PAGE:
The link between periodontal disease and rheumatoid arthritis (RA) has long been suspected. But until recently, clinicians were unaware of the microbiological mechanisms that connected the two inflammatory diseases.
Published in PLoS Pathogens, a new research study appears to have uncovered how the bacterium that causes gum disease, Porphyromonas gingivalis, exacerbates RA by facilitating earlier onset, rapid progression, and greater severity of the symptoms of the disease, including increased cartilage and bone deterioration.
The scientific team responsible for the study included group researcher Jan Potempa, PHD, DSc of the University of Louisville School of Dentistry Oral Health and Systemic Disease and an international team of researchers and clinicians from the European Union’s Gums and Joints Project.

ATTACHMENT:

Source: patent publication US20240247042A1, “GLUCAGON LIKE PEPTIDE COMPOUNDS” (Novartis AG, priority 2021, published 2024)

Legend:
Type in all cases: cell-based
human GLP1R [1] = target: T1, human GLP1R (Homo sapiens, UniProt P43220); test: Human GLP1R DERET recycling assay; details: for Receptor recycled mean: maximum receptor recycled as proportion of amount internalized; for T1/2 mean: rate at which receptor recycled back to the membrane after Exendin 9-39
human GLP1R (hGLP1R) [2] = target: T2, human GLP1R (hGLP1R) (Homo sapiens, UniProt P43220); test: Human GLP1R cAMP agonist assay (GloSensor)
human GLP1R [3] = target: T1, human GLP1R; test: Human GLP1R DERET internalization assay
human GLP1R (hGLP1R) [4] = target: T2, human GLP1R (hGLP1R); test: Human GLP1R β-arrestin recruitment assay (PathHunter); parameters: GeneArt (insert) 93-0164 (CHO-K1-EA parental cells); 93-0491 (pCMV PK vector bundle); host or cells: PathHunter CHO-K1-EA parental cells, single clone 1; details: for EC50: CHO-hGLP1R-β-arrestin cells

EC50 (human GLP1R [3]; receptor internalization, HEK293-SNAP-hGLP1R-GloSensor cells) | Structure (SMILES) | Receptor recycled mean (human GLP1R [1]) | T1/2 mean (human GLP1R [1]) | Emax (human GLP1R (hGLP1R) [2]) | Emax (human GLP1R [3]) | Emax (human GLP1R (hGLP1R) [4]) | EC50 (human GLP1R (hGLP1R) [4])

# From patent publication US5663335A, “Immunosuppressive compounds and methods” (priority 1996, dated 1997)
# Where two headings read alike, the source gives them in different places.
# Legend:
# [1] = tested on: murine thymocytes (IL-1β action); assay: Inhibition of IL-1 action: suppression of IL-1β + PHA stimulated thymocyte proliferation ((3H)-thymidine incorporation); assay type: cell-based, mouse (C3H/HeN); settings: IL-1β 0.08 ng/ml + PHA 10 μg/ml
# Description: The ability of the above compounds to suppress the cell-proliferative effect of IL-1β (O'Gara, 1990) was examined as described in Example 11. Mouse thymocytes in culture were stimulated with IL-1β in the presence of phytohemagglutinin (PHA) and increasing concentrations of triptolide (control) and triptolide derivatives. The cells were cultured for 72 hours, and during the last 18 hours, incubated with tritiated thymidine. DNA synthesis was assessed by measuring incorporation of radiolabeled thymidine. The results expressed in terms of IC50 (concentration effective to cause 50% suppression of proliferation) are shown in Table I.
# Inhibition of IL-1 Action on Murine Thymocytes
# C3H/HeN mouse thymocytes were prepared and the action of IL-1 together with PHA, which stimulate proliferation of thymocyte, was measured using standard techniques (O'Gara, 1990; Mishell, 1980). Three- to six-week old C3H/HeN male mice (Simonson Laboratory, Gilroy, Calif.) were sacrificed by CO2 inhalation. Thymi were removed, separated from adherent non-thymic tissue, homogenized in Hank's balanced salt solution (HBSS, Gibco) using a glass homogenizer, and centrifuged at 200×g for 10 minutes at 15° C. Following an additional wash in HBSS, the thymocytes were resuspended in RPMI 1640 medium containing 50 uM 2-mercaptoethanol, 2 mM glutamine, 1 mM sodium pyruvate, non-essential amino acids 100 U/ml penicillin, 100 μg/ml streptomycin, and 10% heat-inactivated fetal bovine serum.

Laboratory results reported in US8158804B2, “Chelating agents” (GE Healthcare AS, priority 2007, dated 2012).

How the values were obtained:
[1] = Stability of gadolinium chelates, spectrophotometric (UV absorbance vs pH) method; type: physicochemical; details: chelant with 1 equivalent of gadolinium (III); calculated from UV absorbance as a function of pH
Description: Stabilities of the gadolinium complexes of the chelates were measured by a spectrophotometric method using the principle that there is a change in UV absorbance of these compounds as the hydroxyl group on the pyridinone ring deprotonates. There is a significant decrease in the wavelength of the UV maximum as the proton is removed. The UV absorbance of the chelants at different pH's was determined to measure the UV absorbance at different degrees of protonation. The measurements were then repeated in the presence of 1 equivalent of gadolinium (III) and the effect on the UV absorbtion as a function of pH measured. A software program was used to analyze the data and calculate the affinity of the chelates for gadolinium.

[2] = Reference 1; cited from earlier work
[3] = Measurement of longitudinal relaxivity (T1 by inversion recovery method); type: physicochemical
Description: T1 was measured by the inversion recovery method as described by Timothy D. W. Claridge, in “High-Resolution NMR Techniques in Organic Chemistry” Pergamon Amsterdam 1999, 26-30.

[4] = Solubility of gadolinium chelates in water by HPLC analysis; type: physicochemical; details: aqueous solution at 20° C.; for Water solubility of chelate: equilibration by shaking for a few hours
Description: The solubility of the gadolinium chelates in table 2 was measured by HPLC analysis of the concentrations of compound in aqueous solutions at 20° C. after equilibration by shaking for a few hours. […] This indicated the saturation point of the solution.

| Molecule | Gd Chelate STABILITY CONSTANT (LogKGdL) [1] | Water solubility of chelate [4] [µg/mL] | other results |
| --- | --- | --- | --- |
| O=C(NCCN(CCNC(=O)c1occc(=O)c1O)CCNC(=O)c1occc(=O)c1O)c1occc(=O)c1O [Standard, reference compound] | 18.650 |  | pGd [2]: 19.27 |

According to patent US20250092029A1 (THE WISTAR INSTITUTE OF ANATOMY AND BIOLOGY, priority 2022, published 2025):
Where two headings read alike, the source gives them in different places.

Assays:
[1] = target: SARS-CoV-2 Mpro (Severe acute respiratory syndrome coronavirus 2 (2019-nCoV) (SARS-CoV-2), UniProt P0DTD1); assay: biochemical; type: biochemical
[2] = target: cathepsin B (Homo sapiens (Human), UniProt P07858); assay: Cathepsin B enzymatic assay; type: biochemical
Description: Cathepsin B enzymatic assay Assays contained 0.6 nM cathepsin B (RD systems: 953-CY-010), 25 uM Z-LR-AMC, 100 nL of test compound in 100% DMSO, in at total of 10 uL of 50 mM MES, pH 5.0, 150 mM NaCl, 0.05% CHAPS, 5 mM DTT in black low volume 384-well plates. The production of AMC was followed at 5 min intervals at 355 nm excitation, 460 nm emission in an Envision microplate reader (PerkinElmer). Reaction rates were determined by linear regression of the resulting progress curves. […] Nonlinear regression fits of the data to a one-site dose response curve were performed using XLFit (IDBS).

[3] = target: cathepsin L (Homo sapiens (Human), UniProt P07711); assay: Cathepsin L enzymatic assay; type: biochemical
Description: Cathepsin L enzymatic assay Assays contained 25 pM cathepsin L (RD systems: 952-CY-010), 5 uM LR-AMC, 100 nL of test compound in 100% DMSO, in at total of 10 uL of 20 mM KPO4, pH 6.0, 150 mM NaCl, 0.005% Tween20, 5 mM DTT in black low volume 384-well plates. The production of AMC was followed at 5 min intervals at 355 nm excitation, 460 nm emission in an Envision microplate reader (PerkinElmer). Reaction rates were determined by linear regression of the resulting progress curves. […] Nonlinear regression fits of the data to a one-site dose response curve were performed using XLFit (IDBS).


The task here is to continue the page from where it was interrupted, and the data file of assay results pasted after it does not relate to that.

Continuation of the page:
The most important finding of the study was the identification of a unique enzyme, peptidylarginine deiminanse (PAD), which is produced by Porphyromonas gingivalis. In numerous lab studies, PAD, altered certain proteins in a form of arthritis that is similar to RA, leading to an immune attack. These attacks result in chronic inflammation, which is what destroys the bone and cartilage within the joints of RA patients.
In the paper’s conclusion, Dr. Potempa had this to say about the study: “Taken together, our results suggest that that bacterial PAD may constitute the mechanistic link between Porphyromonas gingivalis periodontal infection and rheumatoid arthritis…”